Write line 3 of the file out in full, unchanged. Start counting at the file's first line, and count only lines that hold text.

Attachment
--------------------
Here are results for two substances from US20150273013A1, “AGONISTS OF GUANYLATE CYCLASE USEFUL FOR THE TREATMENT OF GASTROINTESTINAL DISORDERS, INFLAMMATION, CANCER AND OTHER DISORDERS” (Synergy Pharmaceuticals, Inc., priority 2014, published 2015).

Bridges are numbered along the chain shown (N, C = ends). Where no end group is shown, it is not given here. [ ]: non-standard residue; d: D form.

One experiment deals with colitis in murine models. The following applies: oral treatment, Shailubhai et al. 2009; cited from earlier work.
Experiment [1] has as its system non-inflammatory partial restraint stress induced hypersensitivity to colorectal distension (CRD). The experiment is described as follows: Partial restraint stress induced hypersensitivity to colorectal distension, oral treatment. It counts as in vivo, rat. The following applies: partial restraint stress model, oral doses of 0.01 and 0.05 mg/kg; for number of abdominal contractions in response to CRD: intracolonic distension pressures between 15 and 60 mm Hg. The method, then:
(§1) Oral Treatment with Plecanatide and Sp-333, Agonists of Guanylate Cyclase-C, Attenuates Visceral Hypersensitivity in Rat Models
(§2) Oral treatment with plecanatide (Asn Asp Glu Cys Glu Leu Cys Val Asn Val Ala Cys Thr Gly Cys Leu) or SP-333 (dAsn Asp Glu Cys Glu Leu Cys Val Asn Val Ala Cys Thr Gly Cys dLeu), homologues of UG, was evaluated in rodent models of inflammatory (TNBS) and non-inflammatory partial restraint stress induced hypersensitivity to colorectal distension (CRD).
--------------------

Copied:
One experiment deals with colitis in murine models. The following applies: oral treatment, Shailubhai et al. 2009; cited from earlier work.